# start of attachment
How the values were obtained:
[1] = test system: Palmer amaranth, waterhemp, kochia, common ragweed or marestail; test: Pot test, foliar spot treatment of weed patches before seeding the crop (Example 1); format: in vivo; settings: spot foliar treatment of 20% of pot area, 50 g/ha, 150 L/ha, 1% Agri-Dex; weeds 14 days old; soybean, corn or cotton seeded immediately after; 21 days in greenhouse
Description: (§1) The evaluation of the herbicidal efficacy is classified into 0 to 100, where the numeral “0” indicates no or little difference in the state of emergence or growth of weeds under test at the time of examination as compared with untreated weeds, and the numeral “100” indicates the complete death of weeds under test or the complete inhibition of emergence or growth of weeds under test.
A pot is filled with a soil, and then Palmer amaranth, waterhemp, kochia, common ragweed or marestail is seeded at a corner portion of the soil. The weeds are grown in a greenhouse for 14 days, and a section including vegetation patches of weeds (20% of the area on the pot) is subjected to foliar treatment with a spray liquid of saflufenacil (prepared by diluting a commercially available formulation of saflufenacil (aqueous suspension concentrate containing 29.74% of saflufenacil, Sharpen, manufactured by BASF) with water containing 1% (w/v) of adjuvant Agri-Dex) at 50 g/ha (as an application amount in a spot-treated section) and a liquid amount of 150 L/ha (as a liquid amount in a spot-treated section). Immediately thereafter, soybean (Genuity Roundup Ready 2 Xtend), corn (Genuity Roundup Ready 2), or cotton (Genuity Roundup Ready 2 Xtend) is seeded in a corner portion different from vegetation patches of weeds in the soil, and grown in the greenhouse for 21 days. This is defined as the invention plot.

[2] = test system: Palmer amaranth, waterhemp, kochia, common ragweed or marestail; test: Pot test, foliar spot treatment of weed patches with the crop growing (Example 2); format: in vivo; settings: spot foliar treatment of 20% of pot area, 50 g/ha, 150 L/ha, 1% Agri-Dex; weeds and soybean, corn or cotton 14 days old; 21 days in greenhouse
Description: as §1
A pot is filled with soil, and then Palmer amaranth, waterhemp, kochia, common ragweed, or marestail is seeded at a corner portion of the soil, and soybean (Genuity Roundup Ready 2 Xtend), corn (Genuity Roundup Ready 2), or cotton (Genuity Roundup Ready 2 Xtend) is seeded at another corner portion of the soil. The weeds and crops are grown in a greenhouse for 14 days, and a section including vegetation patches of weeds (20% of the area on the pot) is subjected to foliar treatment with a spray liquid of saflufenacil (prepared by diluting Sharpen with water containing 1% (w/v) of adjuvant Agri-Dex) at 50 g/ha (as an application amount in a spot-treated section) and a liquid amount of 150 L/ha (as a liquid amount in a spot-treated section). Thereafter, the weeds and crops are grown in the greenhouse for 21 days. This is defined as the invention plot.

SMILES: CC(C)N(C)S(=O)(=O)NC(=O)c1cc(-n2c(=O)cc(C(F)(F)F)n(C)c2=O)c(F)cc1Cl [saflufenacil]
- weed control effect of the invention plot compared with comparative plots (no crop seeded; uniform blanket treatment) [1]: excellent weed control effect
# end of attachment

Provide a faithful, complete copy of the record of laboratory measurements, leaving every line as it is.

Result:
How the values were obtained:
[1] = test system: Palmer amaranth, waterhemp, kochia, common ragweed or marestail; test: Pot test, foliar spot treatment of weed patches before seeding the crop (Example 1); format: in vivo; settings: spot foliar treatment of 20% of pot area, 50 g/ha, 150 L/ha, 1% Agri-Dex; weeds 14 days old; soybean, corn or cotton seeded immediately after; 21 days in greenhouse
Description: (§1) The evaluation of the herbicidal efficacy is classified into 0 to 100, where the numeral “0” indicates no or little difference in the state of emergence or growth of weeds under test at the time of examination as compared with untreated weeds, and the numeral “100” indicates the complete death of weeds under test or the complete inhibition of emergence or growth of weeds under test.
A pot is filled with a soil, and then Palmer amaranth, waterhemp, kochia, common ragweed or marestail is seeded at a corner portion of the soil. The weeds are grown in a greenhouse for 14 days, and a section including vegetation patches of weeds (20% of the area on the pot) is subjected to foliar treatment with a spray liquid of saflufenacil (prepared by diluting a commercially available formulation of saflufenacil (aqueous suspension concentrate containing 29.74% of saflufenacil, Sharpen, manufactured by BASF) with water containing 1% (w/v) of adjuvant Agri-Dex) at 50 g/ha (as an application amount in a spot-treated section) and a liquid amount of 150 L/ha (as a liquid amount in a spot-treated section). Immediately thereafter, soybean (Genuity Roundup Ready 2 Xtend), corn (Genuity Roundup Ready 2), or cotton (Genuity Roundup Ready 2 Xtend) is seeded in a corner portion different from vegetation patches of weeds in the soil, and grown in the greenhouse for 21 days. This is defined as the invention plot.

[2] = test system: Palmer amaranth, waterhemp, kochia, common ragweed or marestail; test: Pot test, foliar spot treatment of weed patches with the crop growing (Example 2); format: in vivo; settings: spot foliar treatment of 20% of pot area, 50 g/ha, 150 L/ha, 1% Agri-Dex; weeds and soybean, corn or cotton 14 days old; 21 days in greenhouse
Description: as §1
A pot is filled with soil, and then Palmer amaranth, waterhemp, kochia, common ragweed, or marestail is seeded at a corner portion of the soil, and soybean (Genuity Roundup Ready 2 Xtend), corn (Genuity Roundup Ready 2), or cotton (Genuity Roundup Ready 2 Xtend) is seeded at another corner portion of the soil. The weeds and crops are grown in a greenhouse for 14 days, and a section including vegetation patches of weeds (20% of the area on the pot) is subjected to foliar treatment with a spray liquid of saflufenacil (prepared by diluting Sharpen with water containing 1% (w/v) of adjuvant Agri-Dex) at 50 g/ha (as an application amount in a spot-treated section) and a liquid amount of 150 L/ha (as a liquid amount in a spot-treated section). Thereafter, the weeds and crops are grown in the greenhouse for 21 days. This is defined as the invention plot.

SMILES: CC(C)N(C)S(=O)(=O)NC(=O)c1cc(-n2c(=O)cc(C(F)(F)F)n(C)c2=O)c(F)cc1Cl [saflufenacil]
- weed control effect of the invention plot compared with comparative plots (no crop seeded; uniform blanket treatment) [1]: excellent weed control effect